Monday, August 29, 2011

Landlord of "Whites Only" Cop Bar Also Owns "Whites Only" Apartment Buildings

Today, the US Department of Justice Civil Rights Division reached a settlement in a case brought by the Greater New Orleans Fair Housing Action Center against a Midcity landlord who was caught on tape making racially discriminatory comments. The landlord, Betty Bouchon, owns a 16-unit building at 4905 and 4919 Canal Street.

This is not the first time that 4905 Canal Street has been in the news. That address is also the site of the Beach Corner Bar and Grill, an NOPD bar that was a site of a violent brawl during Mardi Gras in 2008. According to witnesses, a group of Black transit workers entered the bar on February 5, 2008, and were subjected to racial slurs, then beaten by NOPD officers. According to the NOPD's own investigation, Officers also illegally entered the car of one of the Black workers, planted a gun, and had him arrested.

The bar was apparently popular with the family of politically powerful individuals. Among those at the bar that night were Laura Cannizzaro, an Assistant Orleans Parish District Attorney, and daughter of the current DA Leon Cannizzaro.

Officer Travis Ward was also there that night. Ward was the live-in boyfriend of Mandy Serpas, daughter of NOPD Superintendent Ronal Serpas. In eight years in the NOPD, Ward was investigated six other times for improper or unethical behavior, including a drunk driving incident where he crashed an NOPD vehicle.

According to a cop attorney quoted in the Times-Picayune, "NOPD botched its own internal investigation, creating a report filled with inaccuracies and outright lies that was damaging to its own personnel."

One of the officers who was fired from the NOPD for his involvement in the fight, David Lapene, was later hired by District Attorney Leon Cannizzaro. Lapene later resigned after local media reported his involvement in the brawl.

The news that the apartment complex also had a whites only policy gives further evidence that the incident at the bar was not an isolated incident, or a case of "bad apples." According to the report from Greater New Orleans Fair Housing Action Center (who also recorded the conversations with the landlord):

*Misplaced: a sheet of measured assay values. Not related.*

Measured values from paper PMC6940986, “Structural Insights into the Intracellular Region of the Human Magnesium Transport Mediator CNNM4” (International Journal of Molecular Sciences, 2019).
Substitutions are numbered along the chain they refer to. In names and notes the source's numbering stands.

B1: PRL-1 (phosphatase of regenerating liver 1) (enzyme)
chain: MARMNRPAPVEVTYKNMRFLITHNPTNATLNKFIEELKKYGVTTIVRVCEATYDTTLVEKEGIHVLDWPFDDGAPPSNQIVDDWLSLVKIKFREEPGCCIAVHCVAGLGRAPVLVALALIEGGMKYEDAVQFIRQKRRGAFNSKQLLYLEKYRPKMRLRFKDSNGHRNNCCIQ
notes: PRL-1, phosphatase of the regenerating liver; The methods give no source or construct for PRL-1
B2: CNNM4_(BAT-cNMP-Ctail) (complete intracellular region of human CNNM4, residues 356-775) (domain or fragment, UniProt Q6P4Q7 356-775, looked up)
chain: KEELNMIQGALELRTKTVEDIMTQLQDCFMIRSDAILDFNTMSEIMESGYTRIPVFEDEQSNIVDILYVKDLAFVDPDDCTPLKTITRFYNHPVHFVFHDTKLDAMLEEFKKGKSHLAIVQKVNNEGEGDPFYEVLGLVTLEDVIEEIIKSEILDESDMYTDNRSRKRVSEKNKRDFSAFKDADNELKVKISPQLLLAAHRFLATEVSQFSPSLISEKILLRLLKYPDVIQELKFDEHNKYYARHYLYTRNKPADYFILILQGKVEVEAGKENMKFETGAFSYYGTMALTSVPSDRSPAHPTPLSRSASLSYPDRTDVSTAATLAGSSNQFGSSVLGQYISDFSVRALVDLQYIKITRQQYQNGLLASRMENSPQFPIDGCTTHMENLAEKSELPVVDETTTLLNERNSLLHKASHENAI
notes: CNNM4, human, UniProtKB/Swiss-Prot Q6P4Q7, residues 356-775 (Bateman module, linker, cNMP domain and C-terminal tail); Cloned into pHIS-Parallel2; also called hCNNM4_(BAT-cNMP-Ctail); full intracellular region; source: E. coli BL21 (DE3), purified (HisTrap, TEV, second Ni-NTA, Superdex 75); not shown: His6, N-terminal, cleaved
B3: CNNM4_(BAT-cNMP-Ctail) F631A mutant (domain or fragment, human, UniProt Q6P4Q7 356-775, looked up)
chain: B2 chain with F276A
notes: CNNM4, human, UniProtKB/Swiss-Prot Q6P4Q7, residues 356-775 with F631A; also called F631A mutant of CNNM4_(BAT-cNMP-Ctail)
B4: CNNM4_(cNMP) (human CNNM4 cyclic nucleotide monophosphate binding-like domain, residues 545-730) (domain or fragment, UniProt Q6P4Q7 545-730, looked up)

Ms. Bouchon refused to allow any black mystery shoppers the opportunity to rent units, and made numerous racially discriminatory comments. At one point, Ms. Bouchon informed a white mystery shopper that she saw a black girl who she thought was interested in seeing the apartment so she left the premises so that she would not have to show the unit to the black girl. She later informed a white mystery shopper that the rental unit is located in "a safe neighborhood, one of the only safe ones left because we don't have any blacks here" (listen). In the same meeting she advised the mystery shopper that a lot of blacks were calling her about the apartment so she simply did not answer the phone (listen).
According to a press release from the Department of Justice:
The Justice Department announced today that New Orleans landlords Betty Bouchon, the Bouchon Limited Family Partnership and Sapphire Corp., have agreed to pay $70,000 in damages and civil penalties to settle a lawsuit alleging they unlawfully denied housing to African-American prospective renters at a 16-unit apartment building located in New Orleans. The settlement must still be approved by the U.S. District Court for the Eastern District of Louisiana...

Under the terms of the settlement, the defendants will pay $50,000 to GNOFHAC and a total of $20,000 in civil penalties to the United States. The settlement also requires the defendants to adopt non-discriminatory policies and procedures, keep detailed records of inquiries from prospective tenants and of rental transactions, and submit periodic reports over the four year term of the settlement. GNOFHAC filed a separate lawsuit, which is pending in the U.S. District Court for the Eastern District of Louisiana.
We hope the Justice Department continues to look at the incident at the Beach Corner Bar and Grill, and all of those involved. Once again, it appears that corruption goes all the way to the top of our local system.

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